However, this particular girlfriend's living situation and custody order are a problem. She and my ex have their kids on opposite weekends and different nights of the week (except one night). She also has a no move away clause and a clause prohibiting overnight guests of the opposite sex when her kids are present. As a result, they are under a lot of stress about being able to spend "alone" time together. My ex asked me to switch weekends, but my kids do not want to have to share their weekend with him with her kids. So right now, my ex and his gf only have Thursday nights alone. On Thursday mornings, my ex drops our kids at school in State A, goes to work in State B, and then drives after work to State C to spend the night with his girlfriend since her kids are with their dad.

Almost invariably, my kids call me in a panic on Thursday during the day because they realize they have left some important item (homework, part of a sports uniform, etc.) either at my ex's apartment or in his car. He consistently refuses to get these items to the kids until Friday evening. They are 8, 9, and 11, so it is age appropriate that they may leave an item behind in the morning rush. But their father refuses to drive back to State B where he lives in order for me to come and get it.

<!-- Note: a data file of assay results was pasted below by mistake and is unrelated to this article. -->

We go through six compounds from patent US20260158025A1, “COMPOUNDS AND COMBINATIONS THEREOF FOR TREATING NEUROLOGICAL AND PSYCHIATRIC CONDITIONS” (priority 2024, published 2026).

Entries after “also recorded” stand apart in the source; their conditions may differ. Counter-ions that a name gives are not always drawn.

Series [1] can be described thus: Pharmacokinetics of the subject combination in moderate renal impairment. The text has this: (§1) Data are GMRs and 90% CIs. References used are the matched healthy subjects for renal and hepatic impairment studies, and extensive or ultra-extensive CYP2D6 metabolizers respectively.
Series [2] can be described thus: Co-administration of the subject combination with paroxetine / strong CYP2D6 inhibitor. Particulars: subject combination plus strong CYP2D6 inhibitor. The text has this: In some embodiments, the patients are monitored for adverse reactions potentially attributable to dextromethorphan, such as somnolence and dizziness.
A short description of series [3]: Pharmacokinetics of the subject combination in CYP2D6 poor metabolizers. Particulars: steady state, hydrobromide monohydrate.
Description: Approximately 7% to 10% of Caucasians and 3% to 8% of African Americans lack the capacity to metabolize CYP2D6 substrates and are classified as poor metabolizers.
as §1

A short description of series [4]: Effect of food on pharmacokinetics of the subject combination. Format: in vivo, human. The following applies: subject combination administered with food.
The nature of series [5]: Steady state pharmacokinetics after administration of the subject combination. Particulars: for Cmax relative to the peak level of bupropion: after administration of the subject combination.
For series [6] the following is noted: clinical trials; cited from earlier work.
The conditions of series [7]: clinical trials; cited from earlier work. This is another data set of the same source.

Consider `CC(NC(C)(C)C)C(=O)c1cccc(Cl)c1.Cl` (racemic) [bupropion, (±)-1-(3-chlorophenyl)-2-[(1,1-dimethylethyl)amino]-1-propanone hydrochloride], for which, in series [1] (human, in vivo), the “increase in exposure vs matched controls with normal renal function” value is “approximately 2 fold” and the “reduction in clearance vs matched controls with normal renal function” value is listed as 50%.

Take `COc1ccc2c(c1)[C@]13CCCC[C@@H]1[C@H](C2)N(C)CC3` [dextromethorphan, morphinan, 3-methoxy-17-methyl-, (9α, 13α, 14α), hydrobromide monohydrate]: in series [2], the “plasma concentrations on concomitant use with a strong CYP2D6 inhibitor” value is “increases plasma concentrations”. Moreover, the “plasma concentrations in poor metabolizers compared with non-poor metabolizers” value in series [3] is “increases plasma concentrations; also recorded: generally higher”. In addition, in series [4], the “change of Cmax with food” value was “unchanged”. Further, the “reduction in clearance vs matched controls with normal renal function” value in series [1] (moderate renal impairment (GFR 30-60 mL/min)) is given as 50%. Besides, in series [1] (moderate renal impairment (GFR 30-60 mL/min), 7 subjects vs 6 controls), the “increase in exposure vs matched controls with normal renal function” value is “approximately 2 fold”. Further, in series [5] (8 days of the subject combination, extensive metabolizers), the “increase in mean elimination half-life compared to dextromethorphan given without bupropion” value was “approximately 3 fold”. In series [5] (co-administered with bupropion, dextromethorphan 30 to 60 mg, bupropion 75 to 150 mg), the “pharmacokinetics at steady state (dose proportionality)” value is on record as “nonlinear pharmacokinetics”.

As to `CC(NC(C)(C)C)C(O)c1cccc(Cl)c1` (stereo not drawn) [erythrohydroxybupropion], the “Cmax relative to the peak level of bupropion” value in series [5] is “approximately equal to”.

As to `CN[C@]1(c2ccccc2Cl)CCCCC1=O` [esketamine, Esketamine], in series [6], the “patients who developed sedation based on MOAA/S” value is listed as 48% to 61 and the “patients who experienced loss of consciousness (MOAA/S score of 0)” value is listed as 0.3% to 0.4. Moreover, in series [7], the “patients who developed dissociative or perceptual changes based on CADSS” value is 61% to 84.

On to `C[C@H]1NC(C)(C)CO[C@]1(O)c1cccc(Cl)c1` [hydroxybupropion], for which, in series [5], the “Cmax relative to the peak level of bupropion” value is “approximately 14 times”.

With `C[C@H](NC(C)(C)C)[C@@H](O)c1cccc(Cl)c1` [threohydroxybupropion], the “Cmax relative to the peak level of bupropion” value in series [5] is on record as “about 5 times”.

Yesterday, our middle child got to school and realized that that he had left his long term science project in Dad's car. He called Dad who was at work in State B to say he needed it. The response was "I'll bring it after work on Friday." After school, my son told me and I called my ex. I said "Please bring it. It is going to be marked down already for not being in today and will be marked down another 10% if not brought tomorrow morning." He said no. I said "May we come to State C to get it?" He said "No, this is our private time." I reminded him that the project could earn no higher than a B if our son couldn't turn it in until Monday. Our kids all get straight As. He still said no and stopped answering phone calls or texts from me or my son.

I explained to the school and the teacher was sympathetic, but legally has to follow the rules about late work. Our son is now angry and doesn't want to visit his father this weekend.

What can I do, informally or formally to resolve the current situation and prevent this in the future?

Pages: 1
Copyright © SPARC - A Parenting Advocacy Group
Use of this website does not constitute a client/attorney relationship and this site does not provide legal advice.
If you need legal assistance for divorce, child custody, or child support issues, seek advice from a divorce lawyer.